A Stranger to Walk Your Dog: Pet Walking Services Explained

App-based dog walking services are getting more popular all the time. But how do they work, and which one is right for you?
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While you probably work around 50 - 60 hours per week, as many Americans do, there are many solutions to help you take care of your pets while you are away. As there are around 78 million dogs in the US, pet care has become a near billion dollar industry. The demand is definitely there, which means there are many pet care apps to choose from. While they may seem great at first glance, there are some other facts you need to consider.
Wag! and Swifto
Wag! is a marketplace for dog-owners and walkers, with options of 10, 30 and 60-minute walks. After each walk, you will get a report with the walking route and places where the dog has left their trace.

Swifto has similar offers, except that you can watch your dog live and get alerts whenever your dog has successfully implemented the purpose of the walk, with pictures and reports from the walker.

House Keys and Insurance
Wag! will send you a special box for your home key, and will then send the box code to the walker. Most likely you won't meet the walker, but you can view their information in their profile.

Swifto expects you to have a meet and greet session with the walker in case of regular walks, after which you will have to keep in contact to let them know where to get the key to your house. Though the service is based on social trust, there are also insurance options for cases of dog bites, lost key, veterinary care or property damage.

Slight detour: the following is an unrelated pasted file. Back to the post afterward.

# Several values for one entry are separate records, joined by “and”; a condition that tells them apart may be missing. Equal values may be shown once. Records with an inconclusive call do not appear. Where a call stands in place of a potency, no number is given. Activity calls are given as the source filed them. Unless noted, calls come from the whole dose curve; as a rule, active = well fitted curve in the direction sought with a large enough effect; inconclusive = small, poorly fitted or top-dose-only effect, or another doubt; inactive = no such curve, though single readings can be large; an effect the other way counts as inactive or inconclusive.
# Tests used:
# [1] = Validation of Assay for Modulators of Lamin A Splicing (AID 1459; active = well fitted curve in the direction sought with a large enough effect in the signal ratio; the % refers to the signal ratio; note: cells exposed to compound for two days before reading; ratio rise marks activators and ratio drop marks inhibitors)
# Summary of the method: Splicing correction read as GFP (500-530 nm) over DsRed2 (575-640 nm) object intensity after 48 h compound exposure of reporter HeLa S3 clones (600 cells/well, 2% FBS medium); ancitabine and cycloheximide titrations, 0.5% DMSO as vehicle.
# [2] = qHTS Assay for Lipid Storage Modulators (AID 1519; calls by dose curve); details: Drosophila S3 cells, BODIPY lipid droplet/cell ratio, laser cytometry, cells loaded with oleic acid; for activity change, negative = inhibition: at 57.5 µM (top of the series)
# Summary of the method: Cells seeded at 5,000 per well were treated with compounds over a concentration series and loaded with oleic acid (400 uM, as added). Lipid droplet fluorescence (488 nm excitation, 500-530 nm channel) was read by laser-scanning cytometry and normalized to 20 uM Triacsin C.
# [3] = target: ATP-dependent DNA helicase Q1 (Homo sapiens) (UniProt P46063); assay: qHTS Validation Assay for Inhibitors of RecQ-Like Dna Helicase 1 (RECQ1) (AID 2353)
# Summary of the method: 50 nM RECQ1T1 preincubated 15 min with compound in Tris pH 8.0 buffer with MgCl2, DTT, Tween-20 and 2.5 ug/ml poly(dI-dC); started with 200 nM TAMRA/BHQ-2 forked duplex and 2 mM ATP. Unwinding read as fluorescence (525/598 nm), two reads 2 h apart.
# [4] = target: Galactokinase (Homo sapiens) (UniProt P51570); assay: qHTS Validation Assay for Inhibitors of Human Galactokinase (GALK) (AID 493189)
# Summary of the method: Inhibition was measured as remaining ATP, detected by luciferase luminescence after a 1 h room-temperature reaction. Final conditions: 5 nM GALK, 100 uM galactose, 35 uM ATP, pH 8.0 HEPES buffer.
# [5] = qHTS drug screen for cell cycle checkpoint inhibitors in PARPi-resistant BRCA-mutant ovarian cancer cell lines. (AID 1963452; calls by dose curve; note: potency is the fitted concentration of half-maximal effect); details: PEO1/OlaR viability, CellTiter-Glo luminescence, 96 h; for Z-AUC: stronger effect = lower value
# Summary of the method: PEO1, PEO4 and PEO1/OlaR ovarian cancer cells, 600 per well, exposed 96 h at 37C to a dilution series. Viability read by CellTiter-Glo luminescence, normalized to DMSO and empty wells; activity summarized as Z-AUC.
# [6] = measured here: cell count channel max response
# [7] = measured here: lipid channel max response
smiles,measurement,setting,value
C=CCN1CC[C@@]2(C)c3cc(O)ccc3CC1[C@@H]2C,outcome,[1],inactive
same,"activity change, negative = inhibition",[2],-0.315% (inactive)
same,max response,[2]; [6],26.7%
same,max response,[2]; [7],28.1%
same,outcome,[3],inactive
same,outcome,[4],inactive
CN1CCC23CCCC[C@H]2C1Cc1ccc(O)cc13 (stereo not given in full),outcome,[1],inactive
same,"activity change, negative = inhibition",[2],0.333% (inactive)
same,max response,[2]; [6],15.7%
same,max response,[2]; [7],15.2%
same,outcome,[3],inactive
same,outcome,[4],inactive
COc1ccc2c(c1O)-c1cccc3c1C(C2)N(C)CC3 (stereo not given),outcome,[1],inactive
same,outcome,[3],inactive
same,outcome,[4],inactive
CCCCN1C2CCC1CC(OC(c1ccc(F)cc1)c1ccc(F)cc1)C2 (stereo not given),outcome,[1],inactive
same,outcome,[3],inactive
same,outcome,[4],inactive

Avoiding Sticker Shock
While the services may have perks, pricing is an important consideration. Wag!, on average, will charge you $20-$25 for a 30-minute walk, and $5 for each additional dog. The same is true with Swifto, which operates only in NYC.

A cheaper version of these services is Rover ($15-20 per 30-minute walk), which offers the same services as the two previous apps. All three function as a marketplace for dog owners and dog walkers. This means the platform will charge providers, like dog walkers, for the service (Wag! takes 40%, Rover takes 20%).
Considering The Risks
Though these companies are trying their best to keep your dog, your house and your walker safe, there are still potential trouble spots.

That is why Wag!, for example, does background checks on walkers, and has a $1 million insurance for homes to reduce the risk of adverse outcomes in case something goes wrong. The use of background checks explains why their services are generally more expensive. However, that added cost could provide peace of mind for those that don't mind paying a little extra.